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A year ago when I was at the dealership to buy a few new shims, I asked the parts guy why Honda didn't stick with hydraulic lifters like the 1500 or at least the nut and screw valve adjusters like the Valkyrie had, which was fairly easy to adjust. His comment, "Honda is now a performance driven company; buckets and shims are for more precise performance."

I don't know enough about performance design to know if he was delivering me a line of BS or not. But I do know the Wing is a spirited machine!
What the parts guy told you is sort of correct. But my argument is that, even with solid lifters, 100HP out of an 1800cc engine is pretty anemic by today's standards, car or motorcycle. They could have used hydraulics and still easily been able to get much more horsepower out of this engine than it actually delivers. Because of that, I'm not buying the excuse that they did it for performance reasons.
 

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I checked my clearances at 35K and all were within tolerence. Only the number two cyclinder was dead on at .006 and .009. One other E was at .009. All of the rest were .005 I and .008 E. I checked them all twice so am confident I have the correct readings. I did not loosen the cam chain tension, so if anything doing that would have been in my favor.

I decided to button it back up and ride until 50K(which will be in the spring) and recheck them. All readings were on the loose side so they were probably only.0050 off.(.005 gage went in easily but .006 would not go in.) At my next check if they have not changed I will ride it the way it is as they are would be within spec. Can't see doing all that work if not necessary, but that's just me.

Any reads that are .004 or .007 will be corrected as per specs. Chances are that they will remain the same as after first 30K miles or so they pretty much seated and may never need another adjustment.

Havin said all that. I am a believer in checking them at the prescribed schedule. Just my 2 cents guys.
One thing I loved about my 1500 was those hyd lifters.

Fred
 

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That's great! Mine is on my to do list. I have to order the shim kit first! :thumbup:
 

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The reason that cam chain tension can make a slight difference is that the camshaft bearings have some oil clearance (as do all bearings of this style) - perhaps on the order of .001 to .002 inch. When the engine is running the cam bearing rides on an oil film.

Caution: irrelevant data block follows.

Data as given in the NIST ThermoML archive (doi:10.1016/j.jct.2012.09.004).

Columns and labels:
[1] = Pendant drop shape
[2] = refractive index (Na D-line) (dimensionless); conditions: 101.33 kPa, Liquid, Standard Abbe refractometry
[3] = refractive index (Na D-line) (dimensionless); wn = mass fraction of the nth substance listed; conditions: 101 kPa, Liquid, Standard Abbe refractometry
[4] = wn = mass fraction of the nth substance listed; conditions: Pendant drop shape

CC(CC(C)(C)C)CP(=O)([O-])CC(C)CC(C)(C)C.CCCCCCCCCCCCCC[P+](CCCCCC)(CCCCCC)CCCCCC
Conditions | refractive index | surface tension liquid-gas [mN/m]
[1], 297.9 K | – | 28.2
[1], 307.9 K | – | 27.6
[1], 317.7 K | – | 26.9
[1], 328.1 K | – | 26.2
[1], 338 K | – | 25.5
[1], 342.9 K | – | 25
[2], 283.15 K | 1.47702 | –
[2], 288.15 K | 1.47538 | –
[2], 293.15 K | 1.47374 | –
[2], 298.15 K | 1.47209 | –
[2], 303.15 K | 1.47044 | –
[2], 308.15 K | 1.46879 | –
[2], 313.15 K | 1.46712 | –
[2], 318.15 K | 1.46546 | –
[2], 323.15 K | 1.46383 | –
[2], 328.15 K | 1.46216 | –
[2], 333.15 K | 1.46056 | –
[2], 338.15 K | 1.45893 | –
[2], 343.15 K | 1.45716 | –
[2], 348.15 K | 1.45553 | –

I have noticed that on the forward two cylinders releasing the cam chain tension can make enough difference so that a "tight" valve can come into spec when the tension is released. I do the check without releasing the tension and if in spec, I stop right there.

Ron Fuller
 

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To add to what has already been said, honda tried hydraulic lifters on earlier wings and they were problematic.
Never had a problem with my 1200, I have friends with 1500's no problems there either.
I think Honda dropped them for cost reasons.
 

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From Motorcyclist magazine in 2000.

"New parallel valves allowed engineers to lop off the rear corner of each head, creating enough foot room to scoot the rider forward two inches to further improve handking."
 

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Smitty, those look pretty good. :thumbup:

I did a quick calculation and came up with an interesting number. Our little motor is 1832cc and that converts to 111.7954991912 cubic inches. That means if you take Honda's numbers for HP, 118 at the crankshaft, then our little engine puts out more than one HP per cubic inch and can do it for at least 300,000 miles. Not too shabby from my seat. :thumbup:

Keep in mind, the Knighthawk was a pretty decent bike and it had a hydraulic valve train. I still think Honda made ours solid due to cost, weight, and to keep the heads as small as possible.